Sunday, May 14, 2023

Verlin Darrow

Verlin Darrow is currently a psychotherapist who lives with his psychotherapist wife in the woods near the Monterey Bay in northern California. They diagnose each other as necessary. Darrow is a former professional volleyball player (in Italy), unsuccessful country-western singer/songwriter, import store owner, and assistant guru in a small, benign spiritual organization. Before bowing to the need for higher education, a much younger Darrow ran a punch press in a sheetmetal factory, drove a taxi, worked as a night janitor, shoveled asphalt on a road crew, and installed wood flooring. He missed being blown up by Mt. St. Helens by ten minutes, survived the 1985 Mexico City earthquake (8 on the Richter scale), and (so far) has successfully weathered his own internal disasters.

Darrow's new novel is Murder for Liar.

Recently I asked the author about what he was reading. His reply:
Lately, I've been revisiting a few of my favorite authors, both because I've forgotten some of their work enough to enjoy them again, and because some have continued to turn out novels I haven't read yet. In Donald E. Westlake's case, I'm discovering a trove of early work using various pen names. He was far too prolific for his publisher.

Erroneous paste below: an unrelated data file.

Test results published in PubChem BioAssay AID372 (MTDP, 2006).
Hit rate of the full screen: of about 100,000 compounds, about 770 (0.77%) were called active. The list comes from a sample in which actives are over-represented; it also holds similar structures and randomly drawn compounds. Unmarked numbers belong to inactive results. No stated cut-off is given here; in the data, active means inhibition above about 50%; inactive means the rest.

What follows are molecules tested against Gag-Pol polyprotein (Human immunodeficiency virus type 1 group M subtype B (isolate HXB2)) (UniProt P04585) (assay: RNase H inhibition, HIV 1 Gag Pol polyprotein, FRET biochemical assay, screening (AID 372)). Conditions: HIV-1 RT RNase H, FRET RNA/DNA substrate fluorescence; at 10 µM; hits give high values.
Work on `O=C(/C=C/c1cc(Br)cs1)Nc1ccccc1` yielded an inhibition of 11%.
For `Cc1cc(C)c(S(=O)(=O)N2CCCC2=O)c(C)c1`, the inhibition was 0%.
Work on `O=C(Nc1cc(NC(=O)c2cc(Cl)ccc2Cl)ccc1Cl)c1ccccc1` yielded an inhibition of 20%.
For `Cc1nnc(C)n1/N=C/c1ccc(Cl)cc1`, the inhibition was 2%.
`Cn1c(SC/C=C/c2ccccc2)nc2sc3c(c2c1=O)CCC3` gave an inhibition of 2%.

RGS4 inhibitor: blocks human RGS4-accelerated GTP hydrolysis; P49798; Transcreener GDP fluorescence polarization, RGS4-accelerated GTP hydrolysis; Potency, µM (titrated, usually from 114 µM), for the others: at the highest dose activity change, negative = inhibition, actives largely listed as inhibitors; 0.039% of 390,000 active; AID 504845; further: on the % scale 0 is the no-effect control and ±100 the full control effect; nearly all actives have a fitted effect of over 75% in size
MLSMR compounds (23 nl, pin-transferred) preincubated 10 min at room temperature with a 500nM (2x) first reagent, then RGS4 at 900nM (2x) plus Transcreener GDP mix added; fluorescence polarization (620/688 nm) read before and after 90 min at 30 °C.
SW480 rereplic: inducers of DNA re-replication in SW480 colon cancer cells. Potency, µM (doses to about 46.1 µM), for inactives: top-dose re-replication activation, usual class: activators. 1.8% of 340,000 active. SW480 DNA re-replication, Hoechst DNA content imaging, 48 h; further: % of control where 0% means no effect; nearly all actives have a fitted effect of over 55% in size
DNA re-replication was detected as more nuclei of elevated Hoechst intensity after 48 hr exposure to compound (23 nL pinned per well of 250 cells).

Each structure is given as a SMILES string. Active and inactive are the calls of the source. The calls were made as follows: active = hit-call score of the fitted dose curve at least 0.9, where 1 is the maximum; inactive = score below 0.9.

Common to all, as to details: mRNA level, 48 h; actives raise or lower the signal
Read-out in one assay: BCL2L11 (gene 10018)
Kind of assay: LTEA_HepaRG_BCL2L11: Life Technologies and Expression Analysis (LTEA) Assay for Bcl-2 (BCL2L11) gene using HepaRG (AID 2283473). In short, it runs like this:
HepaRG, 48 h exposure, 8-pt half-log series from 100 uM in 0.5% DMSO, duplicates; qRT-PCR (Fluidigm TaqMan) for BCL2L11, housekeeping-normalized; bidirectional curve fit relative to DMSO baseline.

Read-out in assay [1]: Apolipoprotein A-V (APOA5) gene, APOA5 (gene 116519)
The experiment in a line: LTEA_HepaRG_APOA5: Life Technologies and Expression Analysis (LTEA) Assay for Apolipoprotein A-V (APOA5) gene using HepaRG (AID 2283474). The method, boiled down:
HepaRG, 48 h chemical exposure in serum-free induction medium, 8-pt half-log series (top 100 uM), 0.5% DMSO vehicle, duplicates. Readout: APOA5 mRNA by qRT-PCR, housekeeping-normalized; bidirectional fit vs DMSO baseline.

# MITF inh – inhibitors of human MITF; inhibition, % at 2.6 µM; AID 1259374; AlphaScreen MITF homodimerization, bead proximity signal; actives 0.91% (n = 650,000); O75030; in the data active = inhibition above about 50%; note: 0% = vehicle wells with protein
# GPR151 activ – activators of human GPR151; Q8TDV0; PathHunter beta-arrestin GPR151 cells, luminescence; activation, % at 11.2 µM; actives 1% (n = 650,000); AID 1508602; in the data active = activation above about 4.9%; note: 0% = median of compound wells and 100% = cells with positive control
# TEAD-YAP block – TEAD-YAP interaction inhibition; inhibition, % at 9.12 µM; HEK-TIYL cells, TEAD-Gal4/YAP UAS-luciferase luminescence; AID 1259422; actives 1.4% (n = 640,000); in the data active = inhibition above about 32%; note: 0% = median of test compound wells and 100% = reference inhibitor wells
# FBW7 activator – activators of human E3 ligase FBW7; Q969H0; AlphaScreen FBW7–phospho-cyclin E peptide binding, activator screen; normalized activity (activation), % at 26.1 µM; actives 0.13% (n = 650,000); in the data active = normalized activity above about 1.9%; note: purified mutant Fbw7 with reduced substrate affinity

Others include Jonathan Carroll, Thomas Perry, Thomas Berger, and Elmore Leonard. I highly recommend these authors to anyone who hasn't tried them, each for a different reason. Westlake combines character-based humor with twisty crime plots in which everything always seems to go wrong for the main characters. Carroll is definitely in the literature category, with evocative, rich writing, and fantastic elements, which I like. Thomas Perry's more recent novels keep me in suspense all the way through. Thomas Berger's books are haunting and disturbing, although the events in them are almost always ordinary, but twisted. And Elmore Leonard is a master at making you like characters with questionable morals. Also, his books make me laugh.

I find all of these authors inspirational, and they serve as positive role models as I attempt to emulate what these maestros have accomplished. Also, their work helps me feel okay about writing outside the box of a given genre--including elements that might not ordinarily be included--and stretching to posit how someone would respond to extraordinary events I've never directly experienced. Indirectly, I've run into a lot of unusual circumstances since I've been a psychotherapist for decades, but translating these into a book is challenging.
Visit Verlin Darrow's website.

--Marshal Zeringue